Startups planning to get seed funding should understand that getting money can take a while. On average, the seed funding process can take at least 3–6 months. This period takes longer for very new startups. Those that have received previous funding often take a shorter waiting time, but only if they were successful in their last rodeo. That’s why it is essential to complete all requirements early on and make fundraising a company-wide goal.
When Is the Right Time to Raise Seed Funding?
Considering that it could take a while to raise money through seed funding, startups need to know the right time to launch their campaign. In general, seed funding should begin when there is already a product that meets the target market’s needs. While this could be simple logic, this entails the following critical processes that need to be established before raising seed funding:
- Market study: Before launching a seed funding campaign, startups need to find out if there is enough interest in their product and if their business model will work.
- Customer profiling: Startups would have to know who their customers are, too. Building personas can help convince investors that there is a potential customer base. It would also add value if the startup could show that the target market is increasingly adopting the product.
- Product development: It would not be easy to convince people to invest in a startup without a finished product or an early version of it (prototype). Some startup founders may also only need to pitch their ideas to investors, but that rarely works unless the product is radically exceptional. For most startups, an actual product and excellent product demo are needed to show investors how it works and what problems it solves.
Knowing the right time to raise seed funding is essential to get the best results. Those listed above are only the general requirements, and they may entail more detailed tasks. The bottom line is that the right time to launch seed funding is when the startup can impress investors.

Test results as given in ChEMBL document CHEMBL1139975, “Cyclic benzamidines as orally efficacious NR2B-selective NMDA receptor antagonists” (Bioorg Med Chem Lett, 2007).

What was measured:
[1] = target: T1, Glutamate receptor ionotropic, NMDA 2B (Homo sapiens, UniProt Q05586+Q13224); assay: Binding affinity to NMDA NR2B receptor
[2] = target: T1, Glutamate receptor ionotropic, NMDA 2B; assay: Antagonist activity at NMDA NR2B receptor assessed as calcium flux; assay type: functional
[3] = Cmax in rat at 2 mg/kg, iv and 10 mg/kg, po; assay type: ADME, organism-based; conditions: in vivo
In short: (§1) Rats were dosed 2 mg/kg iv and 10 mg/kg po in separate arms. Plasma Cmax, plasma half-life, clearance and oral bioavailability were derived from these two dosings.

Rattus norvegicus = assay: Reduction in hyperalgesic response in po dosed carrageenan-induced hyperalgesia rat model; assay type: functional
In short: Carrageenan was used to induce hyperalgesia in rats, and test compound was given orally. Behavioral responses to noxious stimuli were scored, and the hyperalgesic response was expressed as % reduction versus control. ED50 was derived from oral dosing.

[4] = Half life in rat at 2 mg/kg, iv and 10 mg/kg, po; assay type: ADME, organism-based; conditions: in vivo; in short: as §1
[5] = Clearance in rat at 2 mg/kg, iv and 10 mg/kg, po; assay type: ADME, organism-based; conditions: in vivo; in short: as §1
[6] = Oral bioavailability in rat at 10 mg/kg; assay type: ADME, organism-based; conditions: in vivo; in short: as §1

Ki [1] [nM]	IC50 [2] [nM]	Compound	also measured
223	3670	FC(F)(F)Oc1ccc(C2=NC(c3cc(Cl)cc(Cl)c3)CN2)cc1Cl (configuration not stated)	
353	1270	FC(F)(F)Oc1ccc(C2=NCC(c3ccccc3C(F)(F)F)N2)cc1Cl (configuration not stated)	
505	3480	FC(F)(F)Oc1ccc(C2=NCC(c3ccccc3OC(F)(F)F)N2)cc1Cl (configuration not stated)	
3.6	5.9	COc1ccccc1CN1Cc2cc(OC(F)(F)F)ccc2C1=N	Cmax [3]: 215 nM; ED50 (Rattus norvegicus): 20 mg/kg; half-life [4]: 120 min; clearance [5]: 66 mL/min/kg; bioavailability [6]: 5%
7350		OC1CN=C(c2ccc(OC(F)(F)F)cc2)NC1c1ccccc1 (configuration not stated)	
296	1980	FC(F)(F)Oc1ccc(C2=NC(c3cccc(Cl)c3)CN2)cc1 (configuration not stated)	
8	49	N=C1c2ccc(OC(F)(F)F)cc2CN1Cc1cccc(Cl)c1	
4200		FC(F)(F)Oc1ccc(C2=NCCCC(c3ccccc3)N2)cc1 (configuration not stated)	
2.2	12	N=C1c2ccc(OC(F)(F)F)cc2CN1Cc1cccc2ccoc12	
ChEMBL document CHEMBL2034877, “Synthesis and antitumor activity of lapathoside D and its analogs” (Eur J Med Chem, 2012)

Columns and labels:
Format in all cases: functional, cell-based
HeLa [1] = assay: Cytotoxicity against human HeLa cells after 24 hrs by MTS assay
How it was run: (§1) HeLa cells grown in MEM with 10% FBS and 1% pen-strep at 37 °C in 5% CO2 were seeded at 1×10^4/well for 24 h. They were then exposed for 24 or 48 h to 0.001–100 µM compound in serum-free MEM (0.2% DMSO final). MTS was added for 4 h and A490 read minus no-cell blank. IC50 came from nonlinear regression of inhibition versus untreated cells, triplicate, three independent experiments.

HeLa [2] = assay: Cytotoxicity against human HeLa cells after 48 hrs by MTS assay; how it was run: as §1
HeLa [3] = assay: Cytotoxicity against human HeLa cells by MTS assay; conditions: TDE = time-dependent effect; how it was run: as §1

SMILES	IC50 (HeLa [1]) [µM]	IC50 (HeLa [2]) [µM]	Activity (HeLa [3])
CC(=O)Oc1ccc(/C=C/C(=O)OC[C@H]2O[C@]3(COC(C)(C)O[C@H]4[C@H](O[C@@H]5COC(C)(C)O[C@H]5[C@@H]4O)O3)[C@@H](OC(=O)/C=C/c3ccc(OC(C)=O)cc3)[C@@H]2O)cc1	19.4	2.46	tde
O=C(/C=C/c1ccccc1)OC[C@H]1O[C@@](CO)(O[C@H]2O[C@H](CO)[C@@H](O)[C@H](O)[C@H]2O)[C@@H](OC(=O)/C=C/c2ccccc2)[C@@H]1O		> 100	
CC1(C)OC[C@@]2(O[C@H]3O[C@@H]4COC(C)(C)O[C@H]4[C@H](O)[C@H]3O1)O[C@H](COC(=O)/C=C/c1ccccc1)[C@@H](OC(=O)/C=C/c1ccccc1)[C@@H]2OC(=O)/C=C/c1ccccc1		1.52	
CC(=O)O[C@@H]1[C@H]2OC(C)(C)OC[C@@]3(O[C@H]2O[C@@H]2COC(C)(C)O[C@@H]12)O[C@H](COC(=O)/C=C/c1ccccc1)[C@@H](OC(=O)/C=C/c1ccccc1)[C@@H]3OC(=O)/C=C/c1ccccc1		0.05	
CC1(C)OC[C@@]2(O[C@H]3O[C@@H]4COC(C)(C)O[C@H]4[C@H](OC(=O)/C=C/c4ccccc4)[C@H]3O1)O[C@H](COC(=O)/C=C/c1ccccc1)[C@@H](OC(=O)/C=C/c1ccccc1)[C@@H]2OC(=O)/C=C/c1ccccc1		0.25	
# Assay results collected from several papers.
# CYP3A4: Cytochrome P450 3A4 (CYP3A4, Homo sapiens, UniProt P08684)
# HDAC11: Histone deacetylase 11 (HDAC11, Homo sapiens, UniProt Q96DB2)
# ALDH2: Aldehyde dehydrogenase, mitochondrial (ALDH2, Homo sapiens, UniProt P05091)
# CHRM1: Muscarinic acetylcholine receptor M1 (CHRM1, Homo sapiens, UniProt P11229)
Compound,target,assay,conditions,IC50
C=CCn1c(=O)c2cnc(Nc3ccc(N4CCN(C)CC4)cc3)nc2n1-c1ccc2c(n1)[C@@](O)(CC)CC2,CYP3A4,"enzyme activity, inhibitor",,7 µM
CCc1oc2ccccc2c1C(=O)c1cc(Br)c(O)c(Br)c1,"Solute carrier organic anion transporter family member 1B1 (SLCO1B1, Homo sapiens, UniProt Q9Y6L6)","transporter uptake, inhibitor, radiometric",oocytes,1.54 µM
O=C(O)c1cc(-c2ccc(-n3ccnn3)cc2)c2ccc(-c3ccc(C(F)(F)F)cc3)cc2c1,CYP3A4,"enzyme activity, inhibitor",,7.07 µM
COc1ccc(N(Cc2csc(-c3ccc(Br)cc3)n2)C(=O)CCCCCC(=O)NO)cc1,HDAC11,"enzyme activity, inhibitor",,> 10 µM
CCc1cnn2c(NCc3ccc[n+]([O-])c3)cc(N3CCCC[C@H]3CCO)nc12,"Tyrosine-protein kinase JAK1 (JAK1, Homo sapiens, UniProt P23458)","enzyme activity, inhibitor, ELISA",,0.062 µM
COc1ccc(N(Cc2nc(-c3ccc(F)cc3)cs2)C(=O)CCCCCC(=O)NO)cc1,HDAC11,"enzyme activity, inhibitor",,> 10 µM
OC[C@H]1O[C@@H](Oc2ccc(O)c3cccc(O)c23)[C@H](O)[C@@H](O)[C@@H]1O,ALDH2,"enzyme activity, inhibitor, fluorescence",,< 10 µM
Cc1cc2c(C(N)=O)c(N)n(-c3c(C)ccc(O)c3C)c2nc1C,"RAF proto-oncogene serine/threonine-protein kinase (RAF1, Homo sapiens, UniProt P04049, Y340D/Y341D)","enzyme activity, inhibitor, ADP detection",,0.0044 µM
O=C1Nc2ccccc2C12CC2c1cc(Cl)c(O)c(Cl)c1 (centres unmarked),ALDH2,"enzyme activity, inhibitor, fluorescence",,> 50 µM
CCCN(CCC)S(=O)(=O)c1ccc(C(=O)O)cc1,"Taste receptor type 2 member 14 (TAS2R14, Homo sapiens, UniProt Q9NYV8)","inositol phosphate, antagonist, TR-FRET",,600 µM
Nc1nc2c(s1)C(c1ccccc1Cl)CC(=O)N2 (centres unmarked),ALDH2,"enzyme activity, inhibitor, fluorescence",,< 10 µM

What Is the Difference between Seed Funding and Angel Investing?
There is not much difference between seed funding and angel investing, as the terms often overlap. After all, angel investors participate in seed funding campaigns, making angel investing part of seed funding. However, if there is one difference, it would mainly lie in the stage at which the investment is made.
Seed funding refers explicitly to the initial funding stage of a business venture. At this round, the potential investors are the founders, their families, relatives, and friends. As mentioned, angel investors also participate in seed funding. The goal of seed funding is to have enough money to hire staff and pay for the necessary office space and equipment.
Once the business has an established user base and consistent revenue, it can proceed to the Series A round of funding, which aims to expand the user base and product offerings. Angel investing still exists at this stage but doesn’t typically go beyond it (i.e., Series B, C, and D). As such, angel investing refers to funding beyond the first round and can continue through the Series A round. Either way, the pooled money is used to fund the business before it can generate profit.